LAKE TWP.  For writers, it is often difficult to write about others who write. Much the same can be said when sports fans hazard a conversation with those for whom professional sports commentary and criticism is a profession.

To his credit, award-winning sportswriter and author Terry Pluto made both seem as natural as friendly dinner table conversation Nov. 16, when he appeared at the Lake Community Branch of the Stark County Library to  discuss the current state of the Northeast Ohio sports world and his latest book, The Comeback: Lebron, the Cavs, and Cleveland.

"I’m going to talk about something never thought I would be talking about, a title," Pluto said at the start of his presentation. "Way back a long time ago there was the ’64 Browns, but thanks to Art Modell, even that was blacked out. I was 9 years old and I listened to it on the radio in my friend’s basement. It was not on TV until the next day."

Over the next hour, Pluto invited the packed auditorium into his own unique, behind-the-scenes vantage point as a sportswriter and columnist for the Akron Beacon Journal and Cleveland Plain Dealer – a position from which he earned more than 50 state and local writing awards and been called "Perhaps the best writer of sports books," by the Chicago Tribune in 1997.

A large part of that is because Pluto himself - much like fellow local sports luminary, broadcaster and Pluto co-writer, Tom Hamilton - is a die-hard, yet brutally honest, voice for Cleveland sports.

"I love listening to guys like Joe Tait and Hammy when their teams start losing – they get grumpy and they don’t like the coffee, they don’t like the umps," Pluto said.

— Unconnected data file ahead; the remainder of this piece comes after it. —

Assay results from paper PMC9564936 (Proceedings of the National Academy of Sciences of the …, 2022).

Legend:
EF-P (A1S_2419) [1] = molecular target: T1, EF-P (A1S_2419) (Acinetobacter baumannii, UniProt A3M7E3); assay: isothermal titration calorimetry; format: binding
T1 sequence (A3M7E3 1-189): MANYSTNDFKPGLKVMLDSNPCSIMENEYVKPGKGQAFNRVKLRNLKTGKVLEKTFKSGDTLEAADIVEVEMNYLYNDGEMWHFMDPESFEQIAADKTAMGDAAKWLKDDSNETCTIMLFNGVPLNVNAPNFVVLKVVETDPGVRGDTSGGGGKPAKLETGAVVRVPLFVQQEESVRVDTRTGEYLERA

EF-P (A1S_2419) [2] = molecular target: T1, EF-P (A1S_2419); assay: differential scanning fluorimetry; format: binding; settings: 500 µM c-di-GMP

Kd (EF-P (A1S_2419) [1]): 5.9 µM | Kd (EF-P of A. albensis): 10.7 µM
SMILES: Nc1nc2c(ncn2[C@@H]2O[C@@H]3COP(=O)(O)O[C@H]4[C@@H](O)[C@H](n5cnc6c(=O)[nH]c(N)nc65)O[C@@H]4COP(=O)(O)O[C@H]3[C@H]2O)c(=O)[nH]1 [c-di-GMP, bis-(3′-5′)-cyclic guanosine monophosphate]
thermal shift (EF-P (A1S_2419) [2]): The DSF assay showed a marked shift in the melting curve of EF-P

History making season

The Comeback chronicles the time between the dark days of Lebron James’ 2010 departure from Cleveland to play for the Miami Heat, to his dramatic 2014 return and pledge to bring home a championship. And while the apex of the book concentrates on the team’s triumphant 2016 season, Pluto said its origins go back much further, to a time when the post-Lebron Cavs front office found it nearly impossible to find anyone willing to play or coach in Cleveland.

"The moment I read the essay (on Lebron’s pending return to Cleveland, penned by Sports Illustrated writer, Lee Jenkins) I knew I knew I had to write a book about the return of Lebron James," Pluto writes in the opening of Comeback. "Most people told me ‘I read (the essay) and I cried.’ I’m talking about guys."

Pluto has long explored the synergy, both positive and negative, between Cleveland and its sports teams. Lebron James’ return to Cleveland, and the eventual national championship, was the stuff of Hollywood movies almost before it even happened.

Pluto revealed that the "fallout" leading James trip to Miami actually began as much as a year before. The situation was not made better by things like, in Pluto’s words, "(Team owner) Dan Gilbert’s goodbye e-mail; ‘salutations, hope you enjoy the beach’," leading to three years in the metaphorical wilderness.

"Does anyone remember Jamario ‘The Moon Man’ Moon?" Pluto asked, to which he got a single "woop" from the back of the auditorium. "See, that’s one more than he deserves."

In addition to the recent Cavs history, Pluto laid out a Northeast Ohio sports smorgasbord, revealing fascinating tidbits of on-and-off field and court machinations, to his personal tribulations as a writer.